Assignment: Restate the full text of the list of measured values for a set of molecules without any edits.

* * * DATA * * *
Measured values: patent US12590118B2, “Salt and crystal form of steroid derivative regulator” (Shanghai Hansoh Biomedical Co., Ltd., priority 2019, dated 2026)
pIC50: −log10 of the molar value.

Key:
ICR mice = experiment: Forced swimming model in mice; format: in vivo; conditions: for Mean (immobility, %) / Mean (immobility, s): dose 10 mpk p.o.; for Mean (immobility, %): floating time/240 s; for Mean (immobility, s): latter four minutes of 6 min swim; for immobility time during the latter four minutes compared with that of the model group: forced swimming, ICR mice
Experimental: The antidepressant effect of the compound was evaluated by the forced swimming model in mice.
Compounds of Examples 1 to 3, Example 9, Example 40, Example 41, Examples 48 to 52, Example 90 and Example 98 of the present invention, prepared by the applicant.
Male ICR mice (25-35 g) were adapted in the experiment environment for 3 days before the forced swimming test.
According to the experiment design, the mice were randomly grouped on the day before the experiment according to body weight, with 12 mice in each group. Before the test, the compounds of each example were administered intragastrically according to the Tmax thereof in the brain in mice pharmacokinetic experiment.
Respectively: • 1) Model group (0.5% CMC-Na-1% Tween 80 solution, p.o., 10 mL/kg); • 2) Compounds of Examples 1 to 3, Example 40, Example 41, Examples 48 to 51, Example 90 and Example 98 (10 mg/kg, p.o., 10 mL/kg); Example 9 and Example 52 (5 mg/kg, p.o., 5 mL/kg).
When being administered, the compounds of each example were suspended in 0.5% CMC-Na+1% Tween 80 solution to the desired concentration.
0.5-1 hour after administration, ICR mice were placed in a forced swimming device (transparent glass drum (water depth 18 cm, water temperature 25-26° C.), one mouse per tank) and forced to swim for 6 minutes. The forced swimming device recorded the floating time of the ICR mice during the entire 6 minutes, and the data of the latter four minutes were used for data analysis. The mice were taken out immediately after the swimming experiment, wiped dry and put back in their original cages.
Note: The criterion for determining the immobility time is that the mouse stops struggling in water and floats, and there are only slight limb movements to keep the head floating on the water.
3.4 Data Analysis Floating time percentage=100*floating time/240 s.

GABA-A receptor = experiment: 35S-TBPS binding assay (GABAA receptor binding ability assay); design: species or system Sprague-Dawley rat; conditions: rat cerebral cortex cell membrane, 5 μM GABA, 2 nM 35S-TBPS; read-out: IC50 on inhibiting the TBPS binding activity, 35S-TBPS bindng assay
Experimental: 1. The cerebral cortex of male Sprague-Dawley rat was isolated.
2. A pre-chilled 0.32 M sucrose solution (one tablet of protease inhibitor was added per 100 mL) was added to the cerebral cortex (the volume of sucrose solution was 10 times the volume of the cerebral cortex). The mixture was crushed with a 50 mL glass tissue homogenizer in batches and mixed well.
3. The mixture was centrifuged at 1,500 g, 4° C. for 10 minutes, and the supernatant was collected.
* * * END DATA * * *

Measured values: patent US12590118B2, “Salt and crystal form of steroid derivative regulator” (Shanghai Hansoh Biomedical Co., Ltd., priority 2019, dated 2026)
pIC50: −log10 of the molar value.

Key:
ICR mice = experiment: Forced swimming model in mice; format: in vivo; conditions: for Mean (immobility, %) / Mean (immobility, s): dose 10 mpk p.o.; for Mean (immobility, %): floating time/240 s; for Mean (immobility, s): latter four minutes of 6 min swim; for immobility time during the latter four minutes compared with that of the model group: forced swimming, ICR mice
Experimental: The antidepressant effect of the compound was evaluated by the forced swimming model in mice.
Compounds of Examples 1 to 3, Example 9, Example 40, Example 41, Examples 48 to 52, Example 90 and Example 98 of the present invention, prepared by the applicant.
Male ICR mice (25-35 g) were adapted in the experiment environment for 3 days before the forced swimming test.
According to the experiment design, the mice were randomly grouped on the day before the experiment according to body weight, with 12 mice in each group. Before the test, the compounds of each example were administered intragastrically according to the Tmax thereof in the brain in mice pharmacokinetic experiment.
Respectively: • 1) Model group (0.5% CMC-Na-1% Tween 80 solution, p.o., 10 mL/kg); • 2) Compounds of Examples 1 to 3, Example 40, Example 41, Examples 48 to 51, Example 90 and Example 98 (10 mg/kg, p.o., 10 mL/kg); Example 9 and Example 52 (5 mg/kg, p.o., 5 mL/kg).
When being administered, the compounds of each example were suspended in 0.5% CMC-Na+1% Tween 80 solution to the desired concentration.
0.5-1 hour after administration, ICR mice were placed in a forced swimming device (transparent glass drum (water depth 18 cm, water temperature 25-26° C.), one mouse per tank) and forced to swim for 6 minutes. The forced swimming device recorded the floating time of the ICR mice during the entire 6 minutes, and the data of the latter four minutes were used for data analysis. The mice were taken out immediately after the swimming experiment, wiped dry and put back in their original cages.
Note: The criterion for determining the immobility time is that the mouse stops struggling in water and floats, and there are only slight limb movements to keep the head floating on the water.
3.4 Data Analysis Floating time percentage=100*floating time/240 s.

GABA-A receptor = experiment: 35S-TBPS binding assay (GABAA receptor binding ability assay); design: species or system Sprague-Dawley rat; conditions: rat cerebral cortex cell membrane, 5 μM GABA, 2 nM 35S-TBPS; read-out: IC50 on inhibiting the TBPS binding activity, 35S-TBPS bindng assay
Experimental: 1. The cerebral cortex of male Sprague-Dawley rat was isolated.
2. A pre-chilled 0.32 M sucrose solution (one tablet of protease inhibitor was added per 100 mL) was added to the cerebral cortex (the volume of sucrose solution was 10 times the volume of the cerebral cortex). The mixture was crushed with a 50 mL glass tissue homogenizer in batches and mixed well.
3. The mixture was centrifuged at 1,500 g, 4° C. for 10 minutes, and the supernatant was collected.